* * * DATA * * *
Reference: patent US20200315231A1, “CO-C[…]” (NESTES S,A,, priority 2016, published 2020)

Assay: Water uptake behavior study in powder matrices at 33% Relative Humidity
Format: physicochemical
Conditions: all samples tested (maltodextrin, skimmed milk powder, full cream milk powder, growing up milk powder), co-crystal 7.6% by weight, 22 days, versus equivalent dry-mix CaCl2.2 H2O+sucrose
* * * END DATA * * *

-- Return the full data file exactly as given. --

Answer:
Reference: patent US20200315231A1, “CO-C[…]” (NESTES S,A,, priority 2016, published 2020)

Assay: Water uptake behavior study in powder matrices at 33% Relative Humidity
Format: physicochemical
Conditions: all samples tested (maltodextrin, skimmed milk powder, full cream milk powder, growing up milk powder), co-crystal 7.6% by weight, 22 days, versus equivalent dry-mix CaCl2.2 H2O+sucrose